Tag Archives: Mandarin

So what the #*%! is “求知欲” ?


Meeting with a student in Fuzhou, October, 2008
Meeting with a student in Fuzhou, October, 2008

When I go to China to interview students who are applying to NSCAD’s Master of Design program, I look at their portfolios and I talk to them. What I’m looking for is what I call “intellectual curiosity.” But when I tell them that this is the quality that will best determine their success in this program, they give me the old ‘thousand-yard stare.’ It just isn’t a concept that most students have grasped in their English instruction.

So I went to Google Translate, and typed in “intellectual curiosity.” It came back with the Chinese characters. When I translated it back, it returned “thirst for knowledge.” Well, it’s not exactly what I’m looking for, but it’s certainly better than I expected.

Character by character, 求 means “seek,” 知 means “know,” and 欲 means “appetite,” “longing,” or “wish.”

How did I know if it was a correct translation? I asked my Chinese friends:

…I am not sure if this is exactly what I want, because a designer looks at the world differently than, maybe, a scientist. A scientist is happy to know things, while a designer is happy to get approximate answers. Maybe for a designer, it is a “thirst to ask questions”?…

Is this translation accurate, or is there a better way to express it?

Faye Wong wrote:

In Chinese there are also different feelings in one word.
I do not think “thirst for knowledge” is a good translation for 求知欲. 求知欲 is kind like curiosity, and kind of like a desire of “why”…

Carol Chen wrote:

… I think google has given you a right answer. 求知欲 means “thirst for knowledge”, and it also express that one’s eager to learn something new, or someone desire to learn some knowledge. These are my thoughts, and you might also look at others to make sure.

Song Keyu wrote:

“求知欲” is not an accurate translation of “intellectual curiosity”, considering to the exact reason that you talked about. But I couldn’t come up with a better one at this moment, at least not a wildly-used one like this.

But there are some good qualities about this phrase that make it closer to to what you want to say than other translations:

  1. It is an ancient Chinese expression, which actually feels “intellectual”. (Ancient intellectuals were not scientists.)
  2. Though the word “知” means “knowledge” nowadays, but in the past, it equaled to the word “智”, which means “intellectual” and “wisdom”.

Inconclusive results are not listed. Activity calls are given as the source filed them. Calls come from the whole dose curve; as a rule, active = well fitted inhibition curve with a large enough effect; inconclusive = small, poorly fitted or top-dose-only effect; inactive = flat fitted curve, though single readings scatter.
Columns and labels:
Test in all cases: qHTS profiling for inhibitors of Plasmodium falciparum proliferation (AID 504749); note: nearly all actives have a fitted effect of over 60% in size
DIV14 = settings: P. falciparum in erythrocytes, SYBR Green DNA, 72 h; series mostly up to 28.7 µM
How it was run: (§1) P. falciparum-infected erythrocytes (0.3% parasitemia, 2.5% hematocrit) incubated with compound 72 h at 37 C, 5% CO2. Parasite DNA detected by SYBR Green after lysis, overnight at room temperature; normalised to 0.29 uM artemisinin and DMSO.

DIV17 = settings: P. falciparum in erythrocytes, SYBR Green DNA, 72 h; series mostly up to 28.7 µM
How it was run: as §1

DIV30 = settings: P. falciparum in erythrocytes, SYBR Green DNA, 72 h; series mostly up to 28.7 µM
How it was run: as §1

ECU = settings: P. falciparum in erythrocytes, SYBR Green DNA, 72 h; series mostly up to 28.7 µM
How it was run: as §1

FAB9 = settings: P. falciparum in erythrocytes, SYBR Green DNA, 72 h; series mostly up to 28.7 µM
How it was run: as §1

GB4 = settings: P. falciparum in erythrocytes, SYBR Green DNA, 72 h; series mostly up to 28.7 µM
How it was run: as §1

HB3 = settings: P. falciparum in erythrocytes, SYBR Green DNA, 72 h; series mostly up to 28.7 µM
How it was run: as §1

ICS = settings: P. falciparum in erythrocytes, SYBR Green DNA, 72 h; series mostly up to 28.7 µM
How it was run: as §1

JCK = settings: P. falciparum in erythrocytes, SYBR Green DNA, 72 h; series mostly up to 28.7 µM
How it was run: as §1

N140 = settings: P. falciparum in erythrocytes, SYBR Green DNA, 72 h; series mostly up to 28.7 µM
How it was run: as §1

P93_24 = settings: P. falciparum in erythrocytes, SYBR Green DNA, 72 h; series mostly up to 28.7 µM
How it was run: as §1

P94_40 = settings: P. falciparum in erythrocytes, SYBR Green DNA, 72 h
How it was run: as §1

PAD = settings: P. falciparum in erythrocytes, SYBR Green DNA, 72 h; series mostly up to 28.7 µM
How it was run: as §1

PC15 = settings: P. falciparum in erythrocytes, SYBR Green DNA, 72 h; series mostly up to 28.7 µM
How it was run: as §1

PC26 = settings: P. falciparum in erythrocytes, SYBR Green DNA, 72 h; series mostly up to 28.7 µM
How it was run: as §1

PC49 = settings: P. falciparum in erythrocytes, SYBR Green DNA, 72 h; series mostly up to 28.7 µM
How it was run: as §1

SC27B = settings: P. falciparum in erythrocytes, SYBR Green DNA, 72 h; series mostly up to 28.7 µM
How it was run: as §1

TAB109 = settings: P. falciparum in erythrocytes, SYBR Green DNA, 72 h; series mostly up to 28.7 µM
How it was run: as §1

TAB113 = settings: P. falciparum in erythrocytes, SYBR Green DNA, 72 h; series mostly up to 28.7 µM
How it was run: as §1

3. It is so widely used that the meaning expands to a very large range, so when people say it, they are not specifically focusing on the a scientific respect.
  4. It is very percise and beautiful.


I should add that Song asked her father, a noted novelist in Hunan, about this question:

My dad didn’t find a better word either. He agrees with me maybe you should use that one. We discussed some new sayings of that meaning, which are literal translations, but they are all kind of lame.

So how did Google get it so right?

According to the Google Translate FAQ uses what they call “Machine Statistical Translation:”

Our system takes a different approach: we feed the computer billions of words of text, both monolingual text in the target language, and aligned text consisting of examples of human translations between the languages. We then apply statistical learning techniques to build a translation model. We’ve achieved very good results in research evaluations.

And where did they get those billions of words of text that are translation correlations? According to Reuters, they went to the United Nations and the European Union. Both of these institutions have armies of translators that convert text from English and French to other languages, resulting in hundreds of thousands of laws, reports, and legal judgements. Google obtained as many different documents as possible and ran them through their translation software. Somewhere in a UN document is the phrase “intellectual curiosity,” and some wise apparatchik has skillfully translated it into Mandarin.

Thank you, U.N., thank you, Google.